Dairy cows produce milk, which is why it has become a necessity to breed heifers as soon and as possible. After calving, parturition, or giving birth, a cow can no longer produce milk. At around two years old, heifers are bred for the purpose of giving birth. They then become dairy cows capable of producing milk.
After giving birth, dairy cows will see their milk production peak around 40-60 days later. Production will gradually decrease after that. After 305 days, the cow will stop milking. A dairy cow can calve once again one year after her first birth. High-production cows may need to calve again after a year. This is because it is more difficult to breed high-production cows.
Although dairy cows will continue being productive and producing more milk, there is still a high chance that they will have problems and will need to be culled. The following are the reasons why more than half of all cows have been culled:
Infertility: Dairy cattle are at their peak of fertility between 60 and 80 days after giving birth. If it is not with calf, it will become increasingly difficult to breed. As a result, infertility could occur. Infertility can occur if the pregnancies were difficult or if the cow developed milk fever or failed to cleanse. Metritis and infection of the uterus are two other possible causes. Both can be treated.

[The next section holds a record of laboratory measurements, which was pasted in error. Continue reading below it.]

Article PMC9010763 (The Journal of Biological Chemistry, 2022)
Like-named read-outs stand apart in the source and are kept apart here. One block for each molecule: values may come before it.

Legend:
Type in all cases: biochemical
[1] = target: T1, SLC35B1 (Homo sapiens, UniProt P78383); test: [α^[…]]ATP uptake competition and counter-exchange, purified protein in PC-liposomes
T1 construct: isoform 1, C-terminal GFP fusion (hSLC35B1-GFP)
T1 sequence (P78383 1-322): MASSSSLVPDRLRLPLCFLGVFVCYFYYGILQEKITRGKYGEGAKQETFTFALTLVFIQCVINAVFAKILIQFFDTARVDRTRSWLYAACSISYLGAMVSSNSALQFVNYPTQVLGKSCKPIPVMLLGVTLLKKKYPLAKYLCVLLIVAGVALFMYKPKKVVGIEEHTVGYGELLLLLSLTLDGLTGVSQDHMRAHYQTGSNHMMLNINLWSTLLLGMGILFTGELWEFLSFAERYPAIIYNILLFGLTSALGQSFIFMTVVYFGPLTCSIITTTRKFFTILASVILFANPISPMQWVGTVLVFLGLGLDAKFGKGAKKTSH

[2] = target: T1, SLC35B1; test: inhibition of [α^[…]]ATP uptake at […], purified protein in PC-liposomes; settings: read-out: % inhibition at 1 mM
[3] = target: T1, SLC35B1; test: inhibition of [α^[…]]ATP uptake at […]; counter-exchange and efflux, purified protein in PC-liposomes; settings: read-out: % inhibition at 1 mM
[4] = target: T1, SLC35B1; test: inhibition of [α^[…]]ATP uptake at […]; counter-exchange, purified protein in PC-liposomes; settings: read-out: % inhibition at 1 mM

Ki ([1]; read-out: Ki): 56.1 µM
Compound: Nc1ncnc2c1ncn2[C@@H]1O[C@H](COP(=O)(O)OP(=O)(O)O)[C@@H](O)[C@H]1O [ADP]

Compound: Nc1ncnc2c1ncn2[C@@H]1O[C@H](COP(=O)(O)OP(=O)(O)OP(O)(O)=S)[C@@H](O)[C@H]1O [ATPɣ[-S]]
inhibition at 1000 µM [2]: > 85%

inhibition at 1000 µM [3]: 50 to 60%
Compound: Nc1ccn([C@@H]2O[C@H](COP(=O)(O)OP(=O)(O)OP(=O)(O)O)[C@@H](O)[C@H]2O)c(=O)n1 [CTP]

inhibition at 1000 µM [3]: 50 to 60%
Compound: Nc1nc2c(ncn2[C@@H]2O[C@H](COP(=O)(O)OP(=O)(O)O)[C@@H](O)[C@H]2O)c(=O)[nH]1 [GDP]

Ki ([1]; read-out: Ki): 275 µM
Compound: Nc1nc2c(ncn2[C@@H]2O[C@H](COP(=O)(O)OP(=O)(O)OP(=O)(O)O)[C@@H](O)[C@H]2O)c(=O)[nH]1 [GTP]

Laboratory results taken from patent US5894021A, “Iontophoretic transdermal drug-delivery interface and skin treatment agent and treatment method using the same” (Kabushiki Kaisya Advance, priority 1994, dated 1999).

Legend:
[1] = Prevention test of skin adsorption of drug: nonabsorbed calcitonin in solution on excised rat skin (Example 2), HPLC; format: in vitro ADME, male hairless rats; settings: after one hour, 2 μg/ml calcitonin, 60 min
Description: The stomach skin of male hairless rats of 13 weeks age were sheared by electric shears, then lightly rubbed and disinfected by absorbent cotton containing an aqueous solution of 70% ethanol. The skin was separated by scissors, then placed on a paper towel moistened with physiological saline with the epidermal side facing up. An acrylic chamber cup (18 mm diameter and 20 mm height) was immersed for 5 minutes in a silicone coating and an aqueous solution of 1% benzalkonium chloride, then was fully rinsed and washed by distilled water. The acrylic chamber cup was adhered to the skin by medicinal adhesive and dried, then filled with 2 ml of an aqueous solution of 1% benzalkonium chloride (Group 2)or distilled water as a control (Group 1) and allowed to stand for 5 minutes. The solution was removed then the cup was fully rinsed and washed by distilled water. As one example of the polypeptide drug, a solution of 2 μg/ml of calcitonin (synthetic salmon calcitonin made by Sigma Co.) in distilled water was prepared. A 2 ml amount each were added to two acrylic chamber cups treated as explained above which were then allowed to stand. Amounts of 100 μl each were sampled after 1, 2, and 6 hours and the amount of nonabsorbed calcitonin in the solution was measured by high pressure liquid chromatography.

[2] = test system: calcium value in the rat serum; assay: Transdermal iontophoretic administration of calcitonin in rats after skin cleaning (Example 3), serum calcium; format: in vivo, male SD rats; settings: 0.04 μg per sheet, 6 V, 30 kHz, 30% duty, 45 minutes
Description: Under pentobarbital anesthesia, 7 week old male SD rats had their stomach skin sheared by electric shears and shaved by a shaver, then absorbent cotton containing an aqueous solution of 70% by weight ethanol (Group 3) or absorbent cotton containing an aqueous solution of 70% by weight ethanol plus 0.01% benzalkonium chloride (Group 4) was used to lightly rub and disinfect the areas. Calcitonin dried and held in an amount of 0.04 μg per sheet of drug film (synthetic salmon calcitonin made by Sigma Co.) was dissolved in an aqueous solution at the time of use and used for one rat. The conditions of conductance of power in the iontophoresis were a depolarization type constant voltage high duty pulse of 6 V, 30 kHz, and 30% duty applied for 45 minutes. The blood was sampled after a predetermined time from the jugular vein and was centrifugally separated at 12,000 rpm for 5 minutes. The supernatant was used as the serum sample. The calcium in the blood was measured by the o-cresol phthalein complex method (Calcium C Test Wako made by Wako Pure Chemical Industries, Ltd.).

Mastitis: This is a mammary infection that can cause high somatic cell counts, and even loss of production. The infected area of the udder will become reddened and swelling. The milk may also contain whitish clots, pus, or both. A fever can lead to death in cows. Although there are ways to stop the spread, it is dependent on the cow’s immune system.
Lameness: Cows can have persistent foot infections or leg problems that could lead to infertility and production loss. Acidic conditions in cow’s rumen can cause foot and lameness (caused by high-digestible carbohydrate). You can avoid this with good feeding practices. Normal foot growth can be caused by laminitis, which can lead to increased horn production. If the cow’s horn production is not controlled regularly, it can lead to foot ulcers and infections. Lame cows are unable to stand or walk and can lead to decreased food intake.
Production: Some cows are unable to produce enough milk to cover their feed costs. It’s not good news if the cow produces less than 12 to 15 liters per day. The cow usually begins to lactrate at 20 liters. She will peak at 40 liters and then be dry before she can be calves.
Dairy farmers are now looking at embryo transfer because of the large number of cows being killed due to these reasons. Embryo transfers can increase the number of calves than the usual single.